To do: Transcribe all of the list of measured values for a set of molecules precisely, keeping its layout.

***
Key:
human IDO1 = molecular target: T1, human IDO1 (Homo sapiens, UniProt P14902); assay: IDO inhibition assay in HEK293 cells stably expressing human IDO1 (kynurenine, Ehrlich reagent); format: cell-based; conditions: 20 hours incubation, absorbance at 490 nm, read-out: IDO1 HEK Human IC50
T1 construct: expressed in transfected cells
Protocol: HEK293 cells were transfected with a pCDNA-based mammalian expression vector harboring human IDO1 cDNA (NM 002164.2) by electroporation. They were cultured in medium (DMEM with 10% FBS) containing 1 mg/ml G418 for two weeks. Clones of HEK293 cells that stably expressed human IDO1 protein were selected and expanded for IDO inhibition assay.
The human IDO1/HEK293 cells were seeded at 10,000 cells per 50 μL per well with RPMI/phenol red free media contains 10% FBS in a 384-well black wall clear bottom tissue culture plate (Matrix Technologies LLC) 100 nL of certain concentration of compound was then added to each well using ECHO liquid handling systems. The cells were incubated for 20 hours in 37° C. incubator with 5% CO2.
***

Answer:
Key:
human IDO1 = molecular target: T1, human IDO1 (Homo sapiens, UniProt P14902); assay: IDO inhibition assay in HEK293 cells stably expressing human IDO1 (kynurenine, Ehrlich reagent); format: cell-based; conditions: 20 hours incubation, absorbance at 490 nm, read-out: IDO1 HEK Human IC50
T1 construct: expressed in transfected cells
Protocol: HEK293 cells were transfected with a pCDNA-based mammalian expression vector harboring human IDO1 cDNA (NM 002164.2) by electroporation. They were cultured in medium (DMEM with 10% FBS) containing 1 mg/ml G418 for two weeks. Clones of HEK293 cells that stably expressed human IDO1 protein were selected and expanded for IDO inhibition assay.
The human IDO1/HEK293 cells were seeded at 10,000 cells per 50 μL per well with RPMI/phenol red free media contains 10% FBS in a 384-well black wall clear bottom tissue culture plate (Matrix Technologies LLC) 100 nL of certain concentration of compound was then added to each well using ECHO liquid handling systems. The cells were incubated for 20 hours in 37° C. incubator with 5% CO2.